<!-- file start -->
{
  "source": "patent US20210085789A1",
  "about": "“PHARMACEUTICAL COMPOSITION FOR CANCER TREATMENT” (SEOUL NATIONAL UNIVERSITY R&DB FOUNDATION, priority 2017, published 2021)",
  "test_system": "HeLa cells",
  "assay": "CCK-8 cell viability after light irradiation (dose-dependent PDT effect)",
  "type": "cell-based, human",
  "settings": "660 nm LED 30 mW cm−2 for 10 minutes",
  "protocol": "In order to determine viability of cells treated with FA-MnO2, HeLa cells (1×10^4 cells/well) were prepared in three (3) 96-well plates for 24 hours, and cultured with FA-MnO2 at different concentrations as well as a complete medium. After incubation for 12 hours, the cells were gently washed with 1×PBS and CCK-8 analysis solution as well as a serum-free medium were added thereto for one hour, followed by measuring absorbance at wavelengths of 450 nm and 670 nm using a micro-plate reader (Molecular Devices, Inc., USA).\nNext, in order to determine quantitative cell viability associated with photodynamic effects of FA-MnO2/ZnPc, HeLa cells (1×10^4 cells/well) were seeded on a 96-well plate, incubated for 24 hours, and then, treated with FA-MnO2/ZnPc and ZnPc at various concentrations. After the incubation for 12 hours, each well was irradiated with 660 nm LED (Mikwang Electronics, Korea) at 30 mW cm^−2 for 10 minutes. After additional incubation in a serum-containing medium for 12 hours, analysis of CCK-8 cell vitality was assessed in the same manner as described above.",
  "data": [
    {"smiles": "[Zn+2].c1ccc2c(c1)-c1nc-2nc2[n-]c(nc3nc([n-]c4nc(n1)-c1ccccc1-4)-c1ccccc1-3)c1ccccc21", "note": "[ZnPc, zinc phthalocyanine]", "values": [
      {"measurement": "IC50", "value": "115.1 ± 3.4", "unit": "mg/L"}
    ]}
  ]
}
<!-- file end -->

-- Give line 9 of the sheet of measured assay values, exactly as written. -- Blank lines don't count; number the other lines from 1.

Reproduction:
  "data": [